“ALL THAT GLITTERS IS NOT GOLD”, this saying fits perfectly in the case of Pyrite or ‘FOOL’S GOLD’.
Gold and Pyrite are both naturally occurring elements.
However, gold is golden to silvery yellow, whereas pyrite is a pale to medium brassy yellow with some tarnishes.
Pyrite and gold deposit can be found embedded in certain rocks, riverbeds, scattered across geological sites.
Polished Pyrite flakes and Gold flakes are visibly similar.
But with a little bit of experience and the methods listed in this article, you will easily be able to identify the difference between REAL GOLD and the FOOL’S GOLD.
What is the difference between Pyrite and Gold?
TARNISH: There will be at least some tarnish on most composites of pyrite encountered in the natural environment.
Gold nuggets or tiny flakes are generally brilliant and tarnish-free.
HUE: Pyrite has a brassy appearance.
A golden to yellow hue characterizes gold. A specimen containing a high enough amount of silver will seem to be whitish-yellow in appearance.
SHAPE: In many cases, pyrite is discovered in angular chunks with faces resembling a cube, octahedron, or pyritohedron. Gold has softer rounded edges.
STRIATIONS: Numerous pyrite crystals are striated throughout the length of their faces, with tiny parallel lines.
As far as I know, there are no striate on gold crystals.
DENSITY: Gold can be easily identified from the mixture of pyrites by evaluating the densities of both using the Panning method.
Gold flakes are relatively denser than pyrite flakes, and hence, are heavier. Gold has a specific gravity of 19.3, while pyrite has just 5.
If the gold bit on your palm is not as heavy as it should be, then you’re probably holding the fool’s gold.
MAGNETISM: Gold being a non – ferrous metal, i.e. being deprived of iron, Gold flakes do not get attracted to a magnet.
While pyrite flakes are rapidly drawn towards the magnet.
BRITTLENESS: Fool’s gold is crucially brittle, i.e. it breaks apart when hammered or put under pressure.
But, gold being the most ductile and malleable metal, bends down instead of breaking into pieces.
HARDNESS: Pyrite’s hardness is somewhat around 6 on the Mohs Hardness scale.
While that of gold is 3 which is an easily distinguishable characteristic.
STREAK: Gold gives a pretty, yellow streak while the fool’s gold having a black hue, displays a black streak.
USES: Gold is extensively used in jewelry and decorative items for its visual appeal.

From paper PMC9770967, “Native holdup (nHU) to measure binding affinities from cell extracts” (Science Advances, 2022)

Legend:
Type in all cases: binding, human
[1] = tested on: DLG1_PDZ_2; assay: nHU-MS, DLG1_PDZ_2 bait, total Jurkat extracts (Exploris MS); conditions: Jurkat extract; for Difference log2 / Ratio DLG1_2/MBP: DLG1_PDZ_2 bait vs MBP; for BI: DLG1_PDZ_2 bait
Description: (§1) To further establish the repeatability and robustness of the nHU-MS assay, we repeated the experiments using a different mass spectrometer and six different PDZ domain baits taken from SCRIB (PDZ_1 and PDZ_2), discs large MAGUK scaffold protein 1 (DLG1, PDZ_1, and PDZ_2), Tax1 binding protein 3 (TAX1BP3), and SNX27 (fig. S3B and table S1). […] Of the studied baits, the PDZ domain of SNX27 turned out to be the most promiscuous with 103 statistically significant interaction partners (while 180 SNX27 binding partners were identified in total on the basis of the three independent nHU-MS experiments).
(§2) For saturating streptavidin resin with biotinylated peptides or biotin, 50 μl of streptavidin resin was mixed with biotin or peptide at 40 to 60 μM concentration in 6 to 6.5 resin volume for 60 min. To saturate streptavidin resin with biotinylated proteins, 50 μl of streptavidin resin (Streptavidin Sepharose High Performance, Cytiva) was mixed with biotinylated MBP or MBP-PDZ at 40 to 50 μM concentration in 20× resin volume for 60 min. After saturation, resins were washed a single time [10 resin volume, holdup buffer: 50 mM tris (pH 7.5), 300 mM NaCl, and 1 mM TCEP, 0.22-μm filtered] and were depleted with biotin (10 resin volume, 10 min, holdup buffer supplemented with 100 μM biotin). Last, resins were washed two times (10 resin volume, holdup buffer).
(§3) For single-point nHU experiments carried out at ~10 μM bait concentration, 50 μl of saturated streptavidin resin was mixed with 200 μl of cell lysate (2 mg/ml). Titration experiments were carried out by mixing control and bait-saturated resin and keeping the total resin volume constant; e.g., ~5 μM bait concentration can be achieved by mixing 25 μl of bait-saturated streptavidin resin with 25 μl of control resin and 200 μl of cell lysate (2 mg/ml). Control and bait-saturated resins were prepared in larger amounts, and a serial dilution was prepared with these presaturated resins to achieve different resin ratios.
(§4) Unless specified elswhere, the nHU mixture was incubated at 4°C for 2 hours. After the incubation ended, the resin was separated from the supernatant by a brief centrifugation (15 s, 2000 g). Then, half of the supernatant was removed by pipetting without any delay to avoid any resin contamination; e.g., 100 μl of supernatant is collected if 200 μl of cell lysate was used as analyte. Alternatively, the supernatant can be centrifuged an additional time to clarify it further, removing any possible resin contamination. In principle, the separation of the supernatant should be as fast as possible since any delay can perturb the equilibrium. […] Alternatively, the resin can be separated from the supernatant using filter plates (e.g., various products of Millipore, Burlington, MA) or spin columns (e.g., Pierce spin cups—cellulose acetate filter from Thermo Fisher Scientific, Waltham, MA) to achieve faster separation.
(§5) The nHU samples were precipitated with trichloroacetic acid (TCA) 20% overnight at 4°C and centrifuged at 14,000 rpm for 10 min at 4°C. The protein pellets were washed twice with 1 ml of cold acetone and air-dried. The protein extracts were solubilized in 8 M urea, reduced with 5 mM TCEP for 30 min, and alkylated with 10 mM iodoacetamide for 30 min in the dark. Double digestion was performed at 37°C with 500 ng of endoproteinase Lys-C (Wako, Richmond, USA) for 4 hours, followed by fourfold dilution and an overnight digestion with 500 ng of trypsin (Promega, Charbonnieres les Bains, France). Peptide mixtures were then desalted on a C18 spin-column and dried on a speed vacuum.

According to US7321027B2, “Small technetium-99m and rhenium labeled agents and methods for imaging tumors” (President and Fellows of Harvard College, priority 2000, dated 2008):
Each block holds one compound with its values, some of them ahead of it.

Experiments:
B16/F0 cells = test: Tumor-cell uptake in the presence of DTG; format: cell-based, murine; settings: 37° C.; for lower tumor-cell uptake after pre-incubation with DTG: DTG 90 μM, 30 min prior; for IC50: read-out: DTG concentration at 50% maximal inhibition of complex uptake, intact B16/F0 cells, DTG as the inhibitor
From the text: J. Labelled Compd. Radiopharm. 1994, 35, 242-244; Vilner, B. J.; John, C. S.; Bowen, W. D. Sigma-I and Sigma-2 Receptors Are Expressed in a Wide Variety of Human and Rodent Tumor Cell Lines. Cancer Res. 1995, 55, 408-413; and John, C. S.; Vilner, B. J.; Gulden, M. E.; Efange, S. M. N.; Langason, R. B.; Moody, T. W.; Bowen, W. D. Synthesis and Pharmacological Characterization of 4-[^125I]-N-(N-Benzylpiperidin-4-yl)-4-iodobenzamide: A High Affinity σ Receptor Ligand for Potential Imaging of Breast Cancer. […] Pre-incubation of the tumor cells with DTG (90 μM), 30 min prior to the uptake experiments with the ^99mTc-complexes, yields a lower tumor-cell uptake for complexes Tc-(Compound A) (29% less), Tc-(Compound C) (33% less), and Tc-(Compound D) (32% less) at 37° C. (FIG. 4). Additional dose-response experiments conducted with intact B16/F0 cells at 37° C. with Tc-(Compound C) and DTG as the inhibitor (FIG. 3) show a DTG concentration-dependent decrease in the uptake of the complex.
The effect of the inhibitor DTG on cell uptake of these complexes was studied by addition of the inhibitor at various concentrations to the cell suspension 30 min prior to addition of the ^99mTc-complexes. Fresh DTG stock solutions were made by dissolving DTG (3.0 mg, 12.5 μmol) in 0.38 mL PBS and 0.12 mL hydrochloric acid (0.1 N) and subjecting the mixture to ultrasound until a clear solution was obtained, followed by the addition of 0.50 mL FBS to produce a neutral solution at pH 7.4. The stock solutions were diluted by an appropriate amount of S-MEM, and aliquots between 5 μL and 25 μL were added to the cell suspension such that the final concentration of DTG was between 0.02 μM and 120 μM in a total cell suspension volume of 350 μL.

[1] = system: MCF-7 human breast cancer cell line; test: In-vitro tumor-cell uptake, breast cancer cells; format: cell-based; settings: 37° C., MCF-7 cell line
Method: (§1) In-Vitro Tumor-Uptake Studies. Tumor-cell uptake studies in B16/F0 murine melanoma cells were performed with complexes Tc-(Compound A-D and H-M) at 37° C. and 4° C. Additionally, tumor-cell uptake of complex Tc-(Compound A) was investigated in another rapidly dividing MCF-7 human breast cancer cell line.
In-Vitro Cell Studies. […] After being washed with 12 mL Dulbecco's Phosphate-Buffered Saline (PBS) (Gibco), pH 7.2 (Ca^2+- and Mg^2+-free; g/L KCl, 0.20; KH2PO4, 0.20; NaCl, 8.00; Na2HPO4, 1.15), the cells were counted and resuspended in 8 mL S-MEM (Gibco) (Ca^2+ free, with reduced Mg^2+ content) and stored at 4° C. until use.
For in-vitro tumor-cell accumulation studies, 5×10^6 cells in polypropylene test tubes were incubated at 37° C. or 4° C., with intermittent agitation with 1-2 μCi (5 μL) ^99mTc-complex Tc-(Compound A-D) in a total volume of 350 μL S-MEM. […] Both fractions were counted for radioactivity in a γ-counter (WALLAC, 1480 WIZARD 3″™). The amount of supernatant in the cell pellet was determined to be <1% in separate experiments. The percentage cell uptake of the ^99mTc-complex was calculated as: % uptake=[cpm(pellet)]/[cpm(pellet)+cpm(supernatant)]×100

Pyrite jewelry is not as popular as Gold and Pyrite stone is mainly used for its metaphysical properties.
You May Also Like
- Can you put FLUORITE STONE in water? (You might be taking a risk)
- Can You Put Amazonite in Water? Read this before you make the crystal wet
- How to read Auras – Beginners Guide
- You Should Know This About Moon Water Manifestation
- Terahertz stone meaning, benefits and dangers
How to tell Pyrite from Gold?
Gold and Pyrite both have a metallic luster but are different shades of yellow.
Gold is clean with bright yellow shine. Iron Pyrite mineral has a bright brassy or silver luster and may have black iron tarnish.
Pyrite is usually brittle and breaks rather than bends as Gold does
Gold Panning Method to tell Pyrite from Gold
- Take a panning bowl with water and throw in the Gold pieces and Pyrite mixture into it.
- Wash off the excess dust and shake the bowl simultaneously.
- After a while, you would notice some gold particles and some gold-looking flakes.
- The ones that settle down at the bottom of the pan or in between the rifles are the real gold flakes.
- While the shining bits that float on the water and turn pale when seen under shade are fool’s gold.
Why is Pyrite called “Fools Gold”?
Pyrite is also referred to as “fool’s gold” because it was frequently mistaken for the real thing in the past.
This is due to its striking resemblance to raw Gold in color.
Although it looks like Gold, Pyrite is brittle and will break into pieces if it’s bent too much.
Both naturally occurring minerals differ majorly in their properties.
Peru Pyrite vs Golden Pyrite
Peru Pyrite and Golden Pyrites are both varieties of Pyrite with similar metaphysical properties but differ slightly from each other on looks and availability.
Peru Pyrite is rare compared to Golden Pyrite hence is more expensive.
Both Pyrites have a hardness of 6 – 6.5 on the Mohs Hardness scale.
Golden Pyrite has a brassy golden tinge with black portions. Peru Pyrite has a bright silver sheen to it.
Golden Pyrite is available in various forms such as pyramid, Angel, Cube, chips while Peru pyrite is only available in cluster form.
Is Pyrite Metallic or Non Metallic?
Pyrite is totally metallic and the properties of metal like Attraction, Repulsion and much more are also applicable to Pyrite.
Does Pyrite stick to a magnet?
Pyrite is an iron sulfide mineral with major iron content in it hence will adhere to a magnet.
If two like poles of two different pyrites are brought together, they will repel against each other.
If two opposite poles of two different pyrites are brought towards each other, they will attract each other.
Both Gold and Pyrite flakes are precious minerals in their own right and can be easily distinguished with some knowledge and practice.